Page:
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Retrofit Battery Storage

There are approximately 1.2 million residential scale solar photovoltaic (PV) installations in Australia currently. The majority of these are grid tied PV systems, meaning that they can use power from the electricity network as necessary to supplement that generated by the PV system to meet the load requirements of the dwelling.  A grid tied solar inverter supplies power from the PV panels to the home and injects any excess power into the electricity network. It also shuts down the PV system in the case of a network outage. This is a safety feature to ensure that no power is exported to the grid during a blackout, potentially endangering the lives of people in the vicinity of downed power lines for example or those trying to restore the network to operation. However, it also means that the residential PV system is unable to supply any power to the home during a grid outage.

Adding battery storage to an existing PV system is considered a retrofit installation. Generally, the most cost effective and least time consuming means of achieving this is by using an AC coupled configuration. This involves installing an inverter-charger in between the existing solar inverter and the main switchboard (MSB). The electricity network then interfaces with the inverter-charger rather than the solar inverter. The inverter-charger is wired to a battery bank and charges the bank with any excess power generated by the PV system rather than injecting it into the grid. Depending on the choice of components used, additional features such as charging the battery bank from the grid and supplying power to the home during a blackout (uninterruptable/emergency power supply) can also be incorporated. With the addition of storage, the PV system becomes a hybrid system. It can be programmed to maximise self-consumption of the solar power generated on site or maximise electricity cost savings (tariff optimisation) among other things.

Evade network restrictions

Network operators impose limits on how much PV capacity can be installed at a site without the need for undergoing lengthy and costly approval processes. In cases where there is an extant PV system at a site but more solar power is desirable, battery storage provides a means of getting around network restrictions on adding capacity.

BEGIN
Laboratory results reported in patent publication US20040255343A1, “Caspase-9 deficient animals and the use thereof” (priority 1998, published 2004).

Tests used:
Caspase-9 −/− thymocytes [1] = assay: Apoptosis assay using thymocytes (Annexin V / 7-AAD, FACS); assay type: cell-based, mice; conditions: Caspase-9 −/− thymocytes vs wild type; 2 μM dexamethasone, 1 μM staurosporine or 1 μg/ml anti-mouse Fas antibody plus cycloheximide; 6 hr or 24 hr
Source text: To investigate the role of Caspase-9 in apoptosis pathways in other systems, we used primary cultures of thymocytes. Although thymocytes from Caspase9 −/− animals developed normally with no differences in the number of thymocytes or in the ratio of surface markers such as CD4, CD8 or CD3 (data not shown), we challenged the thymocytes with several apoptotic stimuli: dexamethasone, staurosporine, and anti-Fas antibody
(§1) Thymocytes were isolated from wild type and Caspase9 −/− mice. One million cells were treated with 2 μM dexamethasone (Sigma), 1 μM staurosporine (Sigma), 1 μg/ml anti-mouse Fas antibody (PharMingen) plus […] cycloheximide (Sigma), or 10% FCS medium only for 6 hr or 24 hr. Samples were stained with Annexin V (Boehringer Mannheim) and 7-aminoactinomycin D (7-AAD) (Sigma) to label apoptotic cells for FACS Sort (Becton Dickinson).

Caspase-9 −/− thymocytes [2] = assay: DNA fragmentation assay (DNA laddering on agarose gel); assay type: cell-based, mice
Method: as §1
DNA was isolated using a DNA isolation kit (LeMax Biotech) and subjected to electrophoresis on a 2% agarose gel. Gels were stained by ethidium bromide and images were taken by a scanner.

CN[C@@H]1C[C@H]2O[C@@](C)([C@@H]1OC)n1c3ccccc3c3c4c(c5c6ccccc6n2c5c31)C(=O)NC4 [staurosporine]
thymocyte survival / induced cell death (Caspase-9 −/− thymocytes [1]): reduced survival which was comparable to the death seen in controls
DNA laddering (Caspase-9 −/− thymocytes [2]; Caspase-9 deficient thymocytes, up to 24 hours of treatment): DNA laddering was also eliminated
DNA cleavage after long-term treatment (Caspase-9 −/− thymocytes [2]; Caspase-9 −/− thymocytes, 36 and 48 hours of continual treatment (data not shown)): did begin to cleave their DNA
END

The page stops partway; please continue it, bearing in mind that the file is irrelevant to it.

The additional capacity can be wired up to be completely separate from the grid, supplying power to dedicated load circuits on site. The battery bank can be sized up to meet the energy and power requirements of the loads. There is also the extra benefit that these loads will keep running even if there is a grid outage. Connecting only essential loads (which excludes power hungry appliances like washing machines, dryers, electric ovens and dishwashers) means that the battery bank can be relatively small and in conjunction with an appropriately sized PV system, virtually ensures an electricity supply for extended grid outage events.

The battery storage can even be done away with in certain cases, where the loads are non essential. A perfect example of this would be a pool pump.



Many households in Australia include swimming pools. Swimming pool pumps draw large amounts of power to provide the filtration required to keep pools hygienic. This can add considerably to the electricity bill. Running the pool pump only while the sun shines using an off-grid PV system can provide a very attractive savings on investment.

Swimming pool pump schematic without solar and battery storage


SSS has years of experience in the design and installation of stand-alone power systems utilising battery storage. With the ever increasing interest in battery storage for grid tied PV systems, we are now utilising that expertise to cater to retrofitting existing PV systems with battery storage. This is a market where the Tesla Powerwall will play an insignificant role in the near to medium term.